Tony Lisanti Editor-in-Chief
With more than $259 billion in retail sales of licensed products worldwide, according to the exclusive Top 150 Global Licensors report published last month by
, the billion dollar licensors, along with the small, fledgling IP owners, are now all looking beyond traditional brick-and-mortar to e-commerce and mobile commerce to reach fans, not only with exclusive merchandise, but with exclusive content as well.
While it has been historically challenging to strike a mega deal with any of the world's largest retailers, the fact is that with the explosive growth of e-commerce worldwide, sales of licensed products are truly just a click away. And while this may come as no major
With new and better technology, robust growth, new Internet retailers, the ability to target very specific audiences, the capability for major brands to sell directly to consumers and the opportunity to create special events and promotions and content, e-commerce represents the biggest opportunity for licensors to reach their core fans and casual or impulse buyers.
Google, for example, is considering the rollout of a Buy button, which will make smartphone shopping from anywhere and at anytime easier than ever before. This Buy button will be part of Google's search engine results and will allow consumers to simply click the button to purchase the product without ever leaving Google. YouTube also announced that it is providing users with the option to click on a product while watching a video, which will then take the user to the retailer's website to make the purchase. Called TrueView for Shopping, YouTube reports that digital retailer Wayfair tripled its revenue per view by using this application.
Wall Street Journal
referenced this topic in its article "Failed Retail Brands Get New Lives on Web." For example, FAB Starpoint and its president Steve Russo, who, with additional investors, acquired the rights to the Delia*s brand (as reported by
), following the teen/tween retailer's bankruptcy filing last December. The brand will re-launch exclusively online in August with a back-to-school collection.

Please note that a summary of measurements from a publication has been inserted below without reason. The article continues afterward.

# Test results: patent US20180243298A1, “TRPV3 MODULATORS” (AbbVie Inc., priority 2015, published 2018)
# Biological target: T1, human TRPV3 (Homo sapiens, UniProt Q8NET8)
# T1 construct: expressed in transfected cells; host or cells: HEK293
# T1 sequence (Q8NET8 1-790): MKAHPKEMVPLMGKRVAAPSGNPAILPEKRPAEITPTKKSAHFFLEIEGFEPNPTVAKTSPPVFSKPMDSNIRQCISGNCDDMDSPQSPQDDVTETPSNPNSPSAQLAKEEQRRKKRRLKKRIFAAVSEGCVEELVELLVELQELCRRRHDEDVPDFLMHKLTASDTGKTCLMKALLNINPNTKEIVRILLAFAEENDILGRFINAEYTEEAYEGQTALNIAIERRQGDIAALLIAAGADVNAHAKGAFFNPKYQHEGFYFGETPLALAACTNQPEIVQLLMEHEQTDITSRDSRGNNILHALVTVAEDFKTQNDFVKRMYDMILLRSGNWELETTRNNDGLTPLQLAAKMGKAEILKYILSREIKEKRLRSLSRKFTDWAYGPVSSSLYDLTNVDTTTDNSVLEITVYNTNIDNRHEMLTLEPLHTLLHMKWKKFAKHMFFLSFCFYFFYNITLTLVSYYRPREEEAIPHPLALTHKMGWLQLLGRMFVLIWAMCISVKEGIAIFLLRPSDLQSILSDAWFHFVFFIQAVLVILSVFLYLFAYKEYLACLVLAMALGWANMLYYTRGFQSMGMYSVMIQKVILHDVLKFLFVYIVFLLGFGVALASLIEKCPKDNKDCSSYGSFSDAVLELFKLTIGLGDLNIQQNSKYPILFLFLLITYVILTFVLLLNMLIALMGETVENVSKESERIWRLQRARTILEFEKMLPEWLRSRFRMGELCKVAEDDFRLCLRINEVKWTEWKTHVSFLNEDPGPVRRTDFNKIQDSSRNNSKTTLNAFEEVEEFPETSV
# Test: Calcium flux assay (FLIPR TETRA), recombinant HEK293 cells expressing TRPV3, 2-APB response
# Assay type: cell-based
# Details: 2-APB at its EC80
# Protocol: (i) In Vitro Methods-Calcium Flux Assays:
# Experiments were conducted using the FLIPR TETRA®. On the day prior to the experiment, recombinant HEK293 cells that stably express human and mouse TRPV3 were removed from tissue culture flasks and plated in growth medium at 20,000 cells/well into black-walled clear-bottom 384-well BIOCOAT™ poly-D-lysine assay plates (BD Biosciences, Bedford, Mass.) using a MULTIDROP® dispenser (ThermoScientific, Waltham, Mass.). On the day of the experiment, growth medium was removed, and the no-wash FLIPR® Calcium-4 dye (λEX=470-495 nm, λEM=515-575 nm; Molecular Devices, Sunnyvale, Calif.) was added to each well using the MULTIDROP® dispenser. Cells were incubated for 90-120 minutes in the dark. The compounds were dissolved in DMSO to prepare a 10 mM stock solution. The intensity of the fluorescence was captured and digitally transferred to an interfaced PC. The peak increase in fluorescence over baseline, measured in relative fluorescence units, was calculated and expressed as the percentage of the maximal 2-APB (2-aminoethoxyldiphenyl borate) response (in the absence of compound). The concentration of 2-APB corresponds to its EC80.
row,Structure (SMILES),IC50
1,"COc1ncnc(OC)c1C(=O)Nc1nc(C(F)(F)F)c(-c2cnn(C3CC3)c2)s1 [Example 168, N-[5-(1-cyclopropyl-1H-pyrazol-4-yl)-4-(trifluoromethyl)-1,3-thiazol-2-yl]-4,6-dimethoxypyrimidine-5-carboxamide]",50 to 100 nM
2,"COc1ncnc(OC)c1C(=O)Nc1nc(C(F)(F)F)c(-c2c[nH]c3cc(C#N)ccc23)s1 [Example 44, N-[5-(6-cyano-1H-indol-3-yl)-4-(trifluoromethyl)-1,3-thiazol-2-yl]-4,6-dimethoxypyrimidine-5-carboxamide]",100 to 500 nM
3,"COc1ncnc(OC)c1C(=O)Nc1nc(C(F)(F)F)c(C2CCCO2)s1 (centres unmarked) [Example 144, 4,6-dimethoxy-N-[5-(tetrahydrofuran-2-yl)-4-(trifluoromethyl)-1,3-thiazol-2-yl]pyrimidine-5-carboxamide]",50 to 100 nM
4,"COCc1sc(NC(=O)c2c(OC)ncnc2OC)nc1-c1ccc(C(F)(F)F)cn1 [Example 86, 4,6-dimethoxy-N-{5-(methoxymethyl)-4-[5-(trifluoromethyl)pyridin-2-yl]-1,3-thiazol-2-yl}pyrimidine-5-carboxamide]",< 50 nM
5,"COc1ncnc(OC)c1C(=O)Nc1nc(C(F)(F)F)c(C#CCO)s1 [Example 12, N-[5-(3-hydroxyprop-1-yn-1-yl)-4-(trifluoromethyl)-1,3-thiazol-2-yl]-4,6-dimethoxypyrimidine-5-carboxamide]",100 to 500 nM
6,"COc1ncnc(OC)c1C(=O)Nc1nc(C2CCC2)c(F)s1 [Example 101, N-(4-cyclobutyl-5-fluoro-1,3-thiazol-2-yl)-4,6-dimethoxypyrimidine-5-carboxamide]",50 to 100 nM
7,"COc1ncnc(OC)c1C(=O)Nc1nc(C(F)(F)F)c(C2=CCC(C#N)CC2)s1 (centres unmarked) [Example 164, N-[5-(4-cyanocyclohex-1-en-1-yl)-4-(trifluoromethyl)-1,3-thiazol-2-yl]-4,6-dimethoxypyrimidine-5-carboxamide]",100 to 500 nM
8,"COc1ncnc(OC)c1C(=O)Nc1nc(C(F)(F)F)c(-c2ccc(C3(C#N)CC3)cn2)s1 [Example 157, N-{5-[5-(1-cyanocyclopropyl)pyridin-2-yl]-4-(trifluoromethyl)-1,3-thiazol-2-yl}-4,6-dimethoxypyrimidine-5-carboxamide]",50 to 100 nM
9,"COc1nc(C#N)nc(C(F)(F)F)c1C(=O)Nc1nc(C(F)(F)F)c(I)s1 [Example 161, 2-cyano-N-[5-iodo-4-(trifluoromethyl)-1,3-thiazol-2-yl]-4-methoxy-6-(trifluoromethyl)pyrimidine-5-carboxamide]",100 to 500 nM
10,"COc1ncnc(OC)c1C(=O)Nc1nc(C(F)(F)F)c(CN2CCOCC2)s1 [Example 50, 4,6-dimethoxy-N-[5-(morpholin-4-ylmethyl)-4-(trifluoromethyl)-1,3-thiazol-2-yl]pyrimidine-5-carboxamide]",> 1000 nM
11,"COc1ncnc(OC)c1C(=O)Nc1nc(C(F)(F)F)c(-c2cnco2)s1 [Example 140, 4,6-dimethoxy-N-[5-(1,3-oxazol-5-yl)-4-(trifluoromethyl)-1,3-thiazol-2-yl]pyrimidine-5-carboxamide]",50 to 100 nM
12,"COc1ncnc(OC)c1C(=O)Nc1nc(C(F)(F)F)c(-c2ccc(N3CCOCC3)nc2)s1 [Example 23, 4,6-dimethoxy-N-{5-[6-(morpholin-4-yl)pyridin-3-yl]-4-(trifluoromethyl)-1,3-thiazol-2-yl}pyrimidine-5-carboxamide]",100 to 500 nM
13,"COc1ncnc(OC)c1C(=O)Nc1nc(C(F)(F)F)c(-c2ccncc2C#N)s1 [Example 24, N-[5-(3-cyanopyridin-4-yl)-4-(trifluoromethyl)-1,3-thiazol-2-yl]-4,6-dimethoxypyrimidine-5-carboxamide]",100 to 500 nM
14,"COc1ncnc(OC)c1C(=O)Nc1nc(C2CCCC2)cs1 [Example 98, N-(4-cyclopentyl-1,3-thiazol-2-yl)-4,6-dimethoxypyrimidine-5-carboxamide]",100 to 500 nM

Another factor indicative of the importance of online shopping is Walmart's recent announcement that it is increasing its investment in e-commerce and digital initiatives to between $1.2 and $1.5 billion in 2016. Many other retailers are also investing resources to improve and expand their mobile shopping efforts.
The strong sales performance of online retailers also underscores the popularity and potential of the e-commerce sector more than ever before. According to the Top 500 e-commerce report, published by
, total sales for U.S. merchants increased 16.2 percent to $256 billion in 2014, more than six times the growth rate for traditional store sales. And this type of double-digit growth in e-commerce sales is consistent in other countries as well, from Canada to Brazil, Great Britain and China.
Led by No. 1 e-tailer Amazon, sales from the top 10 Internet retailers in the U.S. increased 16.7 percent to $151.94 billion, according to the report. Other statistics: 193 web-only merchants represented the largest number of Top 500 retailers and the highest sales at $125.4 billion, increasing 18.1 percent; 154 traditional retailers represented the second-largest segment, reporting a sales increase of 16.1 percent to $100.3 billion; and 76 consumer brand manufacturers reported a total sales increase of 12.3 percent to $40.9 billion.
So whether it's No. 1 Amazon, No. 500
or the 498 other dotcoms in between, there's tremendous potential beyond the traditional endcap display. The time is right for every licensing and brand executive to think out of the box and click on this "buy" button of opportunity.
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